Editor’s note for Wednesday, September 16, 2020

A note from the editor of today's SupChina Access newsletter.

editor's note for Access newsletter

My thoughts today:

The big story today is the U.S. freeze on sales to Huawei. But there was another move against Beijing: The U.S. Department of Justice (DOJ) has announced indictments charging five “computer hackers, all of whom were residents and nationals of the People’s Republic of China, with computer intrusions affecting over 100 victim companies in the United States and abroad.” The alleged victims of the hacking are:

  • Software development companies, computer hardware manufacturers, and telecommunications providers.
  • Social media and video game companies.
  • Nonprofit organizations, universities, think tanks, and foreign governments.
  • Pro-democracy politicians and activists in Hong Kong.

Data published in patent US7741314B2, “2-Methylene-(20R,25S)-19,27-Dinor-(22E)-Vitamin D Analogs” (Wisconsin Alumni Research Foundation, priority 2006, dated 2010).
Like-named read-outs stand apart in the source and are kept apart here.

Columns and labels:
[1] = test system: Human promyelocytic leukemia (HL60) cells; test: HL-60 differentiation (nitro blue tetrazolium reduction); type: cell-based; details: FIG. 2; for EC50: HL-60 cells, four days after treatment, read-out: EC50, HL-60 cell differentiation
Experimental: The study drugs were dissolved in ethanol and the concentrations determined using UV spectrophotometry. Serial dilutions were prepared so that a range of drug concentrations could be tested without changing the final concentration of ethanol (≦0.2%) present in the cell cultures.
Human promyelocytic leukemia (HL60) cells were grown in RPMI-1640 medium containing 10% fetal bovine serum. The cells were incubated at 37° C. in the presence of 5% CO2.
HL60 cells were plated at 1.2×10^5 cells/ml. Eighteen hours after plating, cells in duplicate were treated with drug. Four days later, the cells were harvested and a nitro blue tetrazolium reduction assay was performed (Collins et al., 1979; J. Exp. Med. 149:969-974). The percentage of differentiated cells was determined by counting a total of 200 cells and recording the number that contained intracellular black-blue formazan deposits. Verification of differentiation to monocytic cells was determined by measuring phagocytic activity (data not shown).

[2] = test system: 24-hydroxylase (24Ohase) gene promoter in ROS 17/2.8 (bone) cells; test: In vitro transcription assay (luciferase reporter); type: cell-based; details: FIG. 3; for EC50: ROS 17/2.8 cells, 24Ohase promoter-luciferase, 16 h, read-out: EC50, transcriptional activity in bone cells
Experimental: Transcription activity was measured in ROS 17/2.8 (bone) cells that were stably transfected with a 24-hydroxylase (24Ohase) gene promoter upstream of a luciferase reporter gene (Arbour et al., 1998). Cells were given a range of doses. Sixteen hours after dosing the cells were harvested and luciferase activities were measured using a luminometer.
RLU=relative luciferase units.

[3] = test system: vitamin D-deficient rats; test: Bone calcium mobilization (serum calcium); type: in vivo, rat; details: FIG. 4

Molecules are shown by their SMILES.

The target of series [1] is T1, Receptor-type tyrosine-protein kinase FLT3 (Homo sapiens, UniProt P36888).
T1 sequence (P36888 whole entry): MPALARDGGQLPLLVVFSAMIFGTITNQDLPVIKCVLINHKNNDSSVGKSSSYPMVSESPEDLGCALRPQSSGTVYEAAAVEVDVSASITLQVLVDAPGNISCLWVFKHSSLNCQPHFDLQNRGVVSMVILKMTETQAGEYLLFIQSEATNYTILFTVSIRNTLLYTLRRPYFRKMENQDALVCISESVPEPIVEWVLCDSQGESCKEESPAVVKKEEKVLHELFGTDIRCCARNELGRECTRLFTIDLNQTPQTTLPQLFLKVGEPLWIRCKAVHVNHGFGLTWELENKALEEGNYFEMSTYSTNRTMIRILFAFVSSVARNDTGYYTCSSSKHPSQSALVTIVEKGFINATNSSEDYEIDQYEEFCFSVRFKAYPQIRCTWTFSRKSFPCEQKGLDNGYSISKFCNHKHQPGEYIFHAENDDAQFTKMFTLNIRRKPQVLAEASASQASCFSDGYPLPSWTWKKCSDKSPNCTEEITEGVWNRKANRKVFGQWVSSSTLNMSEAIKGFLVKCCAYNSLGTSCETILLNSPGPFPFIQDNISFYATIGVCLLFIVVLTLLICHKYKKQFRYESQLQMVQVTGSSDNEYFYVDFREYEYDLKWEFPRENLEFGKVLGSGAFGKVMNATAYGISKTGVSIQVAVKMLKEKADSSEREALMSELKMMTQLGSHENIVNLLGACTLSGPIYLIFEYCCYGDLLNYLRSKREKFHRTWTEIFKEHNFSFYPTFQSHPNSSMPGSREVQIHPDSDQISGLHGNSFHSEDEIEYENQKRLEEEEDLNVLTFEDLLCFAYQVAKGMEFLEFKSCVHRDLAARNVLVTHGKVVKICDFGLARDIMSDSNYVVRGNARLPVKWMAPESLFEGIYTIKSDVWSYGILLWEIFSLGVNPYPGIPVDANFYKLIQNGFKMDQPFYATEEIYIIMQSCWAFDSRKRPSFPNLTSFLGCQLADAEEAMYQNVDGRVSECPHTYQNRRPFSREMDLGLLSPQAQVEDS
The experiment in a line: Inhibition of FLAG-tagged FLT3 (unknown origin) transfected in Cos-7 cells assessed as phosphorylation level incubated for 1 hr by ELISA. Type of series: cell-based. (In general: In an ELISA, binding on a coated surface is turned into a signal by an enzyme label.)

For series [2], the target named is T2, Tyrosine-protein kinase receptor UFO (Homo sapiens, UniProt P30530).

“Two Malaysian businessmen who conspired with two of the Chinese hackers to profit from computer intrusions targeting the video game industry in the United States and abroad” are also named in the DOJ announcement.

As BBC journalist Zhaoyin Feng notes on Twitter: Three of the Chinese nationals charged “work for a company called ‘Chengdu 404 Network Technology,’ quite a name… The company’s website is still up.”

404 is, of course, an internet browser error message that occurs when the website or web page you are trying to reach cannot be found on the server. But in China, you most frequently get the 404 message when a web page has been deleted by censors, or because you are trying to view a website hosted outside of China that has been blocked by the Great Firewall.

Our word of the day is a single spark can start a prairie fire (星星之火可以燎原 xīngxīng zhī huǒ kěyǐ liáo yuán). It’s an old Chinese saying that Máo Zédōng 毛泽东 popularized. It is used in a Sina News article (in Chinese) published today about the latest U.S. sanctions on Huawei.

—Jeremy Goldkorn, Editor-in-Chief